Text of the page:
Learn about the technologies behind the Internet with The TCP/IP Guide!
NOTE: Using robot software to mass-download the site degrades the server and is prohibited. See here for more.
Find The PC Guide helpful? Please consider a donation to The PC Guide Tip Jar. Visa/MC/Paypal accepted.
View over 750 of my fine art photos any time for free at DesktopScenes.com!

[ The PC Guide | Systems and Components Reference Guide | Hard Disk Drives | Hard Disk Performance, Quality and Reliability | Hard Disk Quality and Reliability | Hard Disk Quality and Reliability Specifications ]

Error Rates

Ack! Hard disk errors! Surely, "this is the stuff that PC nightmares are made of". :^) Fortunately, true errors are rarely encountered when using hard disks. To help users understand better the rate at which errors will occur with a hard disk, manufacturers provide anywhere from one to several error rate specifications.

The most common error rate spec is the drive's unrecoverable error rate, which is usually specified as "<1 in 10N bits", where "N" is usually between 12 and 15. "Unrecoverable" means that the drive is unable to use its error-correcting code, retries or other techniques to recover from the error in reading the disk and thus properly recreate the data. If "N" is 14, then that means this will occur every 100 trillion (100,000,000,000,000) bits read from the disk. Not too shabby. :^)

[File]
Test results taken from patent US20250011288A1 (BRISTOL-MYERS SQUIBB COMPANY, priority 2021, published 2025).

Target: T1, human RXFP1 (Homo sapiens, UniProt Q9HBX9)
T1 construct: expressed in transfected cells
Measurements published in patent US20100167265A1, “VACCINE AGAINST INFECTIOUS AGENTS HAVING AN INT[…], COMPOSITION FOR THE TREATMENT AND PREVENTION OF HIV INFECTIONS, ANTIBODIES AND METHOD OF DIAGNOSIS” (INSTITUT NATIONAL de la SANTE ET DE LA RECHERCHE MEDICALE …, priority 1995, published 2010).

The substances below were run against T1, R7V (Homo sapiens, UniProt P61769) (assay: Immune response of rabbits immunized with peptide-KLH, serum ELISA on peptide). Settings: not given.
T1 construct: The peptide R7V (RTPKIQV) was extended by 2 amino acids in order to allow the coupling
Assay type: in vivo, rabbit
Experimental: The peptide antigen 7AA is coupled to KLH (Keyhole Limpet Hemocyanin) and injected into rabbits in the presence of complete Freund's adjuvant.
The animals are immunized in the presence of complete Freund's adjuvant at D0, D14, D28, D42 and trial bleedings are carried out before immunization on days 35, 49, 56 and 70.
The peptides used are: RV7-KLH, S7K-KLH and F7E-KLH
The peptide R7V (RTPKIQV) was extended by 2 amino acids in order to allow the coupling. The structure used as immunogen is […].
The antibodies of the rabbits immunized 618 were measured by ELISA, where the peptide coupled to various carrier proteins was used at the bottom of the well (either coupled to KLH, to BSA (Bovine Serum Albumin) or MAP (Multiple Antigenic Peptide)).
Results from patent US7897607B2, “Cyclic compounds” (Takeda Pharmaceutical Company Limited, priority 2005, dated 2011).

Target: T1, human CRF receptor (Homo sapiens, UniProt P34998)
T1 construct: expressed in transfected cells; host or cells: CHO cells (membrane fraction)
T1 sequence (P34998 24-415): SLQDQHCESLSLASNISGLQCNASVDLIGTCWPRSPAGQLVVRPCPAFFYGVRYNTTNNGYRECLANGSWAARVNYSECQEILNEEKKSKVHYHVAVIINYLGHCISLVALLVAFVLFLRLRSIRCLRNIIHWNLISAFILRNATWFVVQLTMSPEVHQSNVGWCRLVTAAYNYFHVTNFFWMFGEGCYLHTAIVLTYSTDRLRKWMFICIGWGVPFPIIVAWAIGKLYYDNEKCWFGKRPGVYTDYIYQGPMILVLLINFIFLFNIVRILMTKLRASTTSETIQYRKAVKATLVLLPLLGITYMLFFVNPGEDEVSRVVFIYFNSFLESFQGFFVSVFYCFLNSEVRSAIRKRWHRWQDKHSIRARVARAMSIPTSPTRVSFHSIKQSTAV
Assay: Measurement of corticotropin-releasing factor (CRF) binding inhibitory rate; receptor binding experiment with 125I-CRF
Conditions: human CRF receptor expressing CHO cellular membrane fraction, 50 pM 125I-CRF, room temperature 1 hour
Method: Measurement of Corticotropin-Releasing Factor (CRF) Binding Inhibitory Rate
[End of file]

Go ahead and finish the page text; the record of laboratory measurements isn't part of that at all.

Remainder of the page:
In fact, drives usually have several different error rate specifications; they are just usually not put into the short data sheets commonly distributed by hard disk manufacturers. In fairness, unrecoverable errors are the most important ones, but there are also specifications for recoverable errors, errors recovered after multiple reads and so on. To find these, you generally need to download the product manual for the drive or contact the manufacturer's technical support department. For a full explanation of these various errors and what they mean, see this full discussion of errors and error recovery.

Error rate specifications are typically used to compare drives. Within the same general class of drive there are usually relatively few differences between manufacturers. The biggest difference in error rate can be seen by comparing newer drives to older ones--newer drives are usually significantly better despite pushing the design envelope with higher speed and much greater capacity.

Next: Warranty Length


Home  -  Search  -  Topics  -  Up

The PC Guide (http://www.PCGuide.com)
Site Version: 2.2.0 - Version Date: April 17, 2001
Copyright 1997-2004 Charles M. Kozierok. All Rights Reserved.

Not responsible for any loss resulting from the use of this site.
Please read the Site Guide before using this material.
Custom Search